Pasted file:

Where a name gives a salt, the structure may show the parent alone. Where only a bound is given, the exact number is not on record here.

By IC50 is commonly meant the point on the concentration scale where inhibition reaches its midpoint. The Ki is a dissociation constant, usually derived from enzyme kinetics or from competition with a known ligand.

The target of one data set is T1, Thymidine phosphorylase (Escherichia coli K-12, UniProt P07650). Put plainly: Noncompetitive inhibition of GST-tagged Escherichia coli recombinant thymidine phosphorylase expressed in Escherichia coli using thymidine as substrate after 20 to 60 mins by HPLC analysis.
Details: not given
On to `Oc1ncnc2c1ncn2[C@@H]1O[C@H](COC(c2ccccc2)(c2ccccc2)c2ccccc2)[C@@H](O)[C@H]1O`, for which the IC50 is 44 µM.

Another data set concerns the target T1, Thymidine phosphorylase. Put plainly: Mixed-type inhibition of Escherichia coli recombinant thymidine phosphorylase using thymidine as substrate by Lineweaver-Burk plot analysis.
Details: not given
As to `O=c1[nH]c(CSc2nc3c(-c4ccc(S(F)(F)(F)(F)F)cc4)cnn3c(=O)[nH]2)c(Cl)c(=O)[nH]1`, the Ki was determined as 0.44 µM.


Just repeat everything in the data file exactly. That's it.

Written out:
Where a name gives a salt, the structure may show the parent alone. Where only a bound is given, the exact number is not on record here.

By IC50 is commonly meant the point on the concentration scale where inhibition reaches its midpoint. The Ki is a dissociation constant, usually derived from enzyme kinetics or from competition with a known ligand.

The target of one data set is T1, Thymidine phosphorylase (Escherichia coli K-12, UniProt P07650). Put plainly: Noncompetitive inhibition of GST-tagged Escherichia coli recombinant thymidine phosphorylase expressed in Escherichia coli using thymidine as substrate after 20 to 60 mins by HPLC analysis.
Details: not given
On to `Oc1ncnc2c1ncn2[C@@H]1O[C@H](COC(c2ccccc2)(c2ccccc2)c2ccccc2)[C@@H](O)[C@H]1O`, for which the IC50 is 44 µM.

Another data set concerns the target T1, Thymidine phosphorylase. Put plainly: Mixed-type inhibition of Escherichia coli recombinant thymidine phosphorylase using thymidine as substrate by Lineweaver-Burk plot analysis.
Details: not given
As to `O=c1[nH]c(CSc2nc3c(-c4ccc(S(F)(F)(F)(F)F)cc4)cnn3c(=O)[nH]2)c(Cl)c(=O)[nH]1`, the Ki was determined as 0.44 µM.